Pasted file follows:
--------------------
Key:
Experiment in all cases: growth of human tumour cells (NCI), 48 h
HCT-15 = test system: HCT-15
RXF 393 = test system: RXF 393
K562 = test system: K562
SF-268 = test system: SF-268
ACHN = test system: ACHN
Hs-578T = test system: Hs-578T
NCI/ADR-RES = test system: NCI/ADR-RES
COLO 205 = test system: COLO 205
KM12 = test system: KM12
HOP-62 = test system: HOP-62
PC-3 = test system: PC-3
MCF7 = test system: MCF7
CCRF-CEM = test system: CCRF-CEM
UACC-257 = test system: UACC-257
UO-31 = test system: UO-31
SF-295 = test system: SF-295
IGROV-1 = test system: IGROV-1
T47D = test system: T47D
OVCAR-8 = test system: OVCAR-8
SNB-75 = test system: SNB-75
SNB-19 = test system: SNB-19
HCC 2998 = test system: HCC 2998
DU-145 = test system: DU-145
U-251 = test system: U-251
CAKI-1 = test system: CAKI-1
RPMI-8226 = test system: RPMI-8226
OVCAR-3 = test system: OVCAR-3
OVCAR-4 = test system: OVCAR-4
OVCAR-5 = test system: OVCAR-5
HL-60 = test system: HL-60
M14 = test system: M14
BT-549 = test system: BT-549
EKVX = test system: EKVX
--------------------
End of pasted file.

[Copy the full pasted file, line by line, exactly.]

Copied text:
Key:
Experiment in all cases: growth of human tumour cells (NCI), 48 h
HCT-15 = test system: HCT-15
RXF 393 = test system: RXF 393
K562 = test system: K562
SF-268 = test system: SF-268
ACHN = test system: ACHN
Hs-578T = test system: Hs-578T
NCI/ADR-RES = test system: NCI/ADR-RES
COLO 205 = test system: COLO 205
KM12 = test system: KM12
HOP-62 = test system: HOP-62
PC-3 = test system: PC-3
MCF7 = test system: MCF7
CCRF-CEM = test system: CCRF-CEM
UACC-257 = test system: UACC-257
UO-31 = test system: UO-31
SF-295 = test system: SF-295
IGROV-1 = test system: IGROV-1
T47D = test system: T47D
OVCAR-8 = test system: OVCAR-8
SNB-75 = test system: SNB-75
SNB-19 = test system: SNB-19
HCC 2998 = test system: HCC 2998
DU-145 = test system: DU-145
U-251 = test system: U-251
CAKI-1 = test system: CAKI-1
RPMI-8226 = test system: RPMI-8226
OVCAR-3 = test system: OVCAR-3
OVCAR-4 = test system: OVCAR-4
OVCAR-5 = test system: OVCAR-5
HL-60 = test system: HL-60
M14 = test system: M14
BT-549 = test system: BT-549
EKVX = test system: EKVX